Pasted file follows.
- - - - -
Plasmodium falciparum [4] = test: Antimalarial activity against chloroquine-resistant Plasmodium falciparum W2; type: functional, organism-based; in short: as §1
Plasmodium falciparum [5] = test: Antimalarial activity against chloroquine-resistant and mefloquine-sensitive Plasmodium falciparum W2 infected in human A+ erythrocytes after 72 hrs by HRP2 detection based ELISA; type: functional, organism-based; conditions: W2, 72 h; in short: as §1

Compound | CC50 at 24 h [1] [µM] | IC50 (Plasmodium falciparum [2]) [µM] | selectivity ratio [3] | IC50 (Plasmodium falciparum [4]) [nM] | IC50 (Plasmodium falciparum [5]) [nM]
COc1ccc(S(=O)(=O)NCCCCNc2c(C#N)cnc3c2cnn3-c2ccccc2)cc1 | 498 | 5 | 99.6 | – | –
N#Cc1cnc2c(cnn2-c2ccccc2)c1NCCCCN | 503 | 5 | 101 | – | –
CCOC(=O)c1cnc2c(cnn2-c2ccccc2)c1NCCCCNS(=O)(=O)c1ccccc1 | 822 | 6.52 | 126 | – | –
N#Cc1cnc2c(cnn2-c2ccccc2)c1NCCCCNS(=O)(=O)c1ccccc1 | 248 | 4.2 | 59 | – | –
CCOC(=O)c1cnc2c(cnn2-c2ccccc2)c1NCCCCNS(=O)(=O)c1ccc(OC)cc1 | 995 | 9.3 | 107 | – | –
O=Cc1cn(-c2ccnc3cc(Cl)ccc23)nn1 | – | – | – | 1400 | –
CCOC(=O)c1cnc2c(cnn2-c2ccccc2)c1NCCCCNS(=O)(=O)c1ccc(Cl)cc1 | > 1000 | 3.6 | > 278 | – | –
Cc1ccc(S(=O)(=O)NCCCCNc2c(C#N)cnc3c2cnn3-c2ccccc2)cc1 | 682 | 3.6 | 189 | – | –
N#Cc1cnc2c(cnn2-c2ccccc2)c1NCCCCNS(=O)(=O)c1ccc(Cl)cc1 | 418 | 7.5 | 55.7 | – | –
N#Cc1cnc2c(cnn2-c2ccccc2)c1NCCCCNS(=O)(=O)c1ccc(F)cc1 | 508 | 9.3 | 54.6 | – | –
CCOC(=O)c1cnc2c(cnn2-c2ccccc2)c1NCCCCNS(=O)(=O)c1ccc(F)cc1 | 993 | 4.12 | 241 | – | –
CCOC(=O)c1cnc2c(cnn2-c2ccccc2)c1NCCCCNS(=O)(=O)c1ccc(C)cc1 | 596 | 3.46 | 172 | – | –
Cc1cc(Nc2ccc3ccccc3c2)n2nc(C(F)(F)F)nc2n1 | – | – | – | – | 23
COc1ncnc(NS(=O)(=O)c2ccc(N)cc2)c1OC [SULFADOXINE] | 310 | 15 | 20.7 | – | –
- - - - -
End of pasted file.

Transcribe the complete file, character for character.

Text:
Plasmodium falciparum [4] = test: Antimalarial activity against chloroquine-resistant Plasmodium falciparum W2; type: functional, organism-based; in short: as §1
Plasmodium falciparum [5] = test: Antimalarial activity against chloroquine-resistant and mefloquine-sensitive Plasmodium falciparum W2 infected in human A+ erythrocytes after 72 hrs by HRP2 detection based ELISA; type: functional, organism-based; conditions: W2, 72 h; in short: as §1

Compound | CC50 at 24 h [1] [µM] | IC50 (Plasmodium falciparum [2]) [µM] | selectivity ratio [3] | IC50 (Plasmodium falciparum [4]) [nM] | IC50 (Plasmodium falciparum [5]) [nM]
COc1ccc(S(=O)(=O)NCCCCNc2c(C#N)cnc3c2cnn3-c2ccccc2)cc1 | 498 | 5 | 99.6 | – | –
N#Cc1cnc2c(cnn2-c2ccccc2)c1NCCCCN | 503 | 5 | 101 | – | –
CCOC(=O)c1cnc2c(cnn2-c2ccccc2)c1NCCCCNS(=O)(=O)c1ccccc1 | 822 | 6.52 | 126 | – | –
N#Cc1cnc2c(cnn2-c2ccccc2)c1NCCCCNS(=O)(=O)c1ccccc1 | 248 | 4.2 | 59 | – | –
CCOC(=O)c1cnc2c(cnn2-c2ccccc2)c1NCCCCNS(=O)(=O)c1ccc(OC)cc1 | 995 | 9.3 | 107 | – | –
O=Cc1cn(-c2ccnc3cc(Cl)ccc23)nn1 | – | – | – | 1400 | –
CCOC(=O)c1cnc2c(cnn2-c2ccccc2)c1NCCCCNS(=O)(=O)c1ccc(Cl)cc1 | > 1000 | 3.6 | > 278 | – | –
Cc1ccc(S(=O)(=O)NCCCCNc2c(C#N)cnc3c2cnn3-c2ccccc2)cc1 | 682 | 3.6 | 189 | – | –
N#Cc1cnc2c(cnn2-c2ccccc2)c1NCCCCNS(=O)(=O)c1ccc(Cl)cc1 | 418 | 7.5 | 55.7 | – | –
N#Cc1cnc2c(cnn2-c2ccccc2)c1NCCCCNS(=O)(=O)c1ccc(F)cc1 | 508 | 9.3 | 54.6 | – | –
CCOC(=O)c1cnc2c(cnn2-c2ccccc2)c1NCCCCNS(=O)(=O)c1ccc(F)cc1 | 993 | 4.12 | 241 | – | –
CCOC(=O)c1cnc2c(cnn2-c2ccccc2)c1NCCCCNS(=O)(=O)c1ccc(C)cc1 | 596 | 3.46 | 172 | – | –
Cc1cc(Nc2ccc3ccccc3c2)n2nc(C(F)(F)F)nc2n1 | – | – | – | – | 23
COc1ncnc(NS(=O)(=O)c2ccc(N)cc2)c1OC [SULFADOXINE] | 310 | 15 | 20.7 | – | –